Thursday , July 29 2021

How to determine if it is time to hire an administrative assistant – How to start, grow and scale a private practice

At the start of a new school year, my workload really starts to increase. I am so grateful that I spent some time at the end of last year thinking about how to expand my business. While I have another behavioral analyst working for me now, I have not been able to find another behavioral analyst who has special education training to take. But I wanted to continue to expand my business. At the end of the last school year, I wanted to understand how to add more billable hours of the customer within my current working hours in order to try to maintain a healthy family and work balance.

To increase my billable hours to customers, I had to evaluate what I could reduce. It became clear to me that I was spending too much time on paperwork! Who could help me with all the cards? An administrative assistant!

When I was trying to determine if I needed to hire an administrative assistant, I listened to Practice of the Practice Podcast 54: How to hire a virtual assistant and I realized that I could expand my client's access to me if I had someone else to help me with all the paperwork. But was it really time to hire someone for administrative work?

I decided to make a decision based on the data by following these steps:

  1. Define what I could do to someone else. I called this "office / administrative work" and I defined how to save, print or archive documents. Entering billable hours in spreadsheets. Sending e-mails / calls to customers on contracts, issuing information forms, recruitment forms or other documents.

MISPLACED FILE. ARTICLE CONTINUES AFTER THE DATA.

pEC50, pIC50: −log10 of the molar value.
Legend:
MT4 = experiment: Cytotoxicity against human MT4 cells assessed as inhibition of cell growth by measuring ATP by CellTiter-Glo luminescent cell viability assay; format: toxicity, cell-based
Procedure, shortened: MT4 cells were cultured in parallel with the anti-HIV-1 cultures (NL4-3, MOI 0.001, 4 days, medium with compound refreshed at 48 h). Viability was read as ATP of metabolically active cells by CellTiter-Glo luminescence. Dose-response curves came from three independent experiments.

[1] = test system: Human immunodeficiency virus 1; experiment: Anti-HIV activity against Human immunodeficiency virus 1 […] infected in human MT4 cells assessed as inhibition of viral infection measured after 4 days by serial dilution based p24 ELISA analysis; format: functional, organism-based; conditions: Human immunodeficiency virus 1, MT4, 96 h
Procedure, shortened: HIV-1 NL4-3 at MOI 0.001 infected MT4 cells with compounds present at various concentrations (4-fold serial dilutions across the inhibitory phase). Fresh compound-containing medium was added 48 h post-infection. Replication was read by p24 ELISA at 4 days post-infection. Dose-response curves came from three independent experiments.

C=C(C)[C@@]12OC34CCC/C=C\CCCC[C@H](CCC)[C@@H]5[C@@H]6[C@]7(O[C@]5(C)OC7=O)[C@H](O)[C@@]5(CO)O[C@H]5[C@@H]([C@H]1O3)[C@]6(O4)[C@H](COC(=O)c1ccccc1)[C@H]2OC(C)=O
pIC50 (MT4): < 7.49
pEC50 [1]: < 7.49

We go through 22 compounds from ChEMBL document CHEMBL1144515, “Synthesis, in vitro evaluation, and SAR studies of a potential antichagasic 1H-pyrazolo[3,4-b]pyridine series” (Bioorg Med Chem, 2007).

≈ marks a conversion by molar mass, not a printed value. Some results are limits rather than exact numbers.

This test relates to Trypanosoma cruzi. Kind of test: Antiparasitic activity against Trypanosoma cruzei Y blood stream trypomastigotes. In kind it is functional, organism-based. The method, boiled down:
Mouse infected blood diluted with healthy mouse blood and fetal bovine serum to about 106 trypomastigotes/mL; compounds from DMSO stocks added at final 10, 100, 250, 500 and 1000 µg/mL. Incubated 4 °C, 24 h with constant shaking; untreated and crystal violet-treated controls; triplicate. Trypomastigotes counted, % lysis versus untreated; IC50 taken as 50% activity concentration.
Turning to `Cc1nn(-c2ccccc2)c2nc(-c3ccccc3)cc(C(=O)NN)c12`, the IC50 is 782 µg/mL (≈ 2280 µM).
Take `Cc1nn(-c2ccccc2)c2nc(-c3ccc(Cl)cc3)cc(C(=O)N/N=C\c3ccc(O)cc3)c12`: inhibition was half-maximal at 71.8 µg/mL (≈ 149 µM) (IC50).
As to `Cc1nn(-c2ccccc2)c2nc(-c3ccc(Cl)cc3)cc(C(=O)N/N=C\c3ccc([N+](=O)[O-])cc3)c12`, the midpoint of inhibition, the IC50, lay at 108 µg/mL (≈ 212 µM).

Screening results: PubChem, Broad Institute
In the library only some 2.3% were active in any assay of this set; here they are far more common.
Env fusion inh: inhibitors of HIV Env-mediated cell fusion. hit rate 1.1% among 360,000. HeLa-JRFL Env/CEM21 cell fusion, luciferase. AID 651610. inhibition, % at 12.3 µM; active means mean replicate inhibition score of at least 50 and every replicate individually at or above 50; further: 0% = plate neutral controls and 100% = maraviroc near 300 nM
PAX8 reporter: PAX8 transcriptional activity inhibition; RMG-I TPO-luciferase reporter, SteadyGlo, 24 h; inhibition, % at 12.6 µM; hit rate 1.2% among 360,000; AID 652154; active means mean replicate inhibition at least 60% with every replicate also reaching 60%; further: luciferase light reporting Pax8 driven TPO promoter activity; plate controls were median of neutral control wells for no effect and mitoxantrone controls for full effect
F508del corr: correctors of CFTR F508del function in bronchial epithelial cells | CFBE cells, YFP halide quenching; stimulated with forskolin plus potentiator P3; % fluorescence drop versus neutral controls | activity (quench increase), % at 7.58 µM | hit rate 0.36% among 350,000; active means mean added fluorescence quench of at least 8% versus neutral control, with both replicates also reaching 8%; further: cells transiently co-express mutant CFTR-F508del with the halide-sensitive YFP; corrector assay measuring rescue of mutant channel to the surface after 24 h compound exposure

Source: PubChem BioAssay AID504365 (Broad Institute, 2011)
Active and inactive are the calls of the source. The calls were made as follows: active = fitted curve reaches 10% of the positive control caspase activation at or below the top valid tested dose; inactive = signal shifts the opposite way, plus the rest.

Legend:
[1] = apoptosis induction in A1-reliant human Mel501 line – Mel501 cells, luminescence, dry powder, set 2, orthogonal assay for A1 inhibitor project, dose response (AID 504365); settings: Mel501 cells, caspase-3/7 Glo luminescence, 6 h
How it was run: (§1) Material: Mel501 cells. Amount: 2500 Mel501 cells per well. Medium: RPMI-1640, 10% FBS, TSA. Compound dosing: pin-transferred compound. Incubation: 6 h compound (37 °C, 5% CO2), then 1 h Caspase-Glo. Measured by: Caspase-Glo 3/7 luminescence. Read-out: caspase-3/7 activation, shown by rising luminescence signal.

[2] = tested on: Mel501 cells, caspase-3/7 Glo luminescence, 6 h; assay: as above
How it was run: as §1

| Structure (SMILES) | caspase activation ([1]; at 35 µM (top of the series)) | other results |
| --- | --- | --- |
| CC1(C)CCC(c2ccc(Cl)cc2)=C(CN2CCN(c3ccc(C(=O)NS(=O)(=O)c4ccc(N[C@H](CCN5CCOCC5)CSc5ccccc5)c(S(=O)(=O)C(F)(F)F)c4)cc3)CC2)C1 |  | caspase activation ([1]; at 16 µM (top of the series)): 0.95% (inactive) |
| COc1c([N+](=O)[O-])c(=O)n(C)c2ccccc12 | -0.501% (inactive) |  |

2. Keep track of all the administrative / administrative work I have done over the course of two weeks.
  3. Determine if I can afford the cost of an administrative assistant based on an approximate rate of $ 20 / hour.

What I found:

  1. I spent almost 7 hours a week in administrative activities. This was stuff that someone else could easily have done without gaining any experience in behavioral analysis! This is losing too many billable hours each week.
  2. During the execution of each activity, I noted exactly where I saved the documents and how to store them in the client's file. There! This was my first training manual! I also realized that I would have to create HIPAA safe ways to communicate with a new assistant.
  3. I had enough work from the client to fill the weekly hours that were no longer for administrative tasks. In turn, I was able to afford to hire an administrative assistant.

I used to 7 steps to work effectively with virtual assistants to help outline my expectations for the administrative assistant who would come to the office. Many steps are similar between the virtual assistant and in-person. While I was looking at what I needed, I decided to hire an assistant who could work 5-10 hours a week. The assistant should enter the office because much of what needs to be done is to create binders with the client's documents, so that they can bring those documents to the school meetings.

The next would be to write a good job description, publish the job in the right place, interview and hire a wonderful, flexible, independent and empathetic person (with families). It should not be too difficult, right?

Annie McLaughlin is a behavioral analyst consultant who helps families navigate the world of special education. Help parents understand the special education process, write IEP, behavioral intervention plans, and conduct observations in schools, homes, and communities. Annie also works with other behavioral analysts who wish to add educational advice to their skills repertoire.

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